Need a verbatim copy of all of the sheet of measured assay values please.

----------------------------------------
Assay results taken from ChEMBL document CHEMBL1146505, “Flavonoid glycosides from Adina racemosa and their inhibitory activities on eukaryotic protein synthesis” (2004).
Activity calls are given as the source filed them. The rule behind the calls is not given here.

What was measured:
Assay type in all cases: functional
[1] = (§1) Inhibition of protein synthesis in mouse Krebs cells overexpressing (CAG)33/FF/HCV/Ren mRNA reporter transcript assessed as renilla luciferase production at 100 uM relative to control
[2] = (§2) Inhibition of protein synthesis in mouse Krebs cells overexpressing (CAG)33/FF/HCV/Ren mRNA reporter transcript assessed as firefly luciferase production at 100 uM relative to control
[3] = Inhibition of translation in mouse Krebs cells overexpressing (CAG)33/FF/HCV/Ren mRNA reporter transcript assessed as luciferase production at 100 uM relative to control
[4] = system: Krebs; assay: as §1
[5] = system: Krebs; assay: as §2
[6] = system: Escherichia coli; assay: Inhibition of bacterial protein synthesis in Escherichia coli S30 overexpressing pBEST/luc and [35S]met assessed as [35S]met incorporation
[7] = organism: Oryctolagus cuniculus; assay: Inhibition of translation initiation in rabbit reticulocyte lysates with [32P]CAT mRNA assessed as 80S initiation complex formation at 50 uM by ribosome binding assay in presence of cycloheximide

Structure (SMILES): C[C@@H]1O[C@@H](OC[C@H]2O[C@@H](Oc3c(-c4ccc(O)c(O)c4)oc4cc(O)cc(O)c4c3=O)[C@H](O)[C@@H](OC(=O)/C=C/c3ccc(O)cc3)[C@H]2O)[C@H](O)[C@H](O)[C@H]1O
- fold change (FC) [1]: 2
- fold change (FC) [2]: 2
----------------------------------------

Assay results taken from ChEMBL document CHEMBL1146505, “Flavonoid glycosides from Adina racemosa and their inhibitory activities on eukaryotic protein synthesis” (2004).
Activity calls are given as the source filed them. The rule behind the calls is not given here.

What was measured:
Assay type in all cases: functional
[1] = (§1) Inhibition of protein synthesis in mouse Krebs cells overexpressing (CAG)33/FF/HCV/Ren mRNA reporter transcript assessed as renilla luciferase production at 100 uM relative to control
[2] = (§2) Inhibition of protein synthesis in mouse Krebs cells overexpressing (CAG)33/FF/HCV/Ren mRNA reporter transcript assessed as firefly luciferase production at 100 uM relative to control
[3] = Inhibition of translation in mouse Krebs cells overexpressing (CAG)33/FF/HCV/Ren mRNA reporter transcript assessed as luciferase production at 100 uM relative to control
[4] = system: Krebs; assay: as §1
[5] = system: Krebs; assay: as §2
[6] = system: Escherichia coli; assay: Inhibition of bacterial protein synthesis in Escherichia coli S30 overexpressing pBEST/luc and [35S]met assessed as [35S]met incorporation
[7] = organism: Oryctolagus cuniculus; assay: Inhibition of translation initiation in rabbit reticulocyte lysates with [32P]CAT mRNA assessed as 80S initiation complex formation at 50 uM by ribosome binding assay in presence of cycloheximide

Structure (SMILES): C[C@@H]1O[C@@H](OC[C@H]2O[C@@H](Oc3c(-c4ccc(O)c(O)c4)oc4cc(O)cc(O)c4c3=O)[C@H](O)[C@@H](OC(=O)/C=C/c3ccc(O)cc3)[C@H]2O)[C@H](O)[C@H](O)[C@H]1O
- fold change (FC) [1]: 2
- fold change (FC) [2]: 2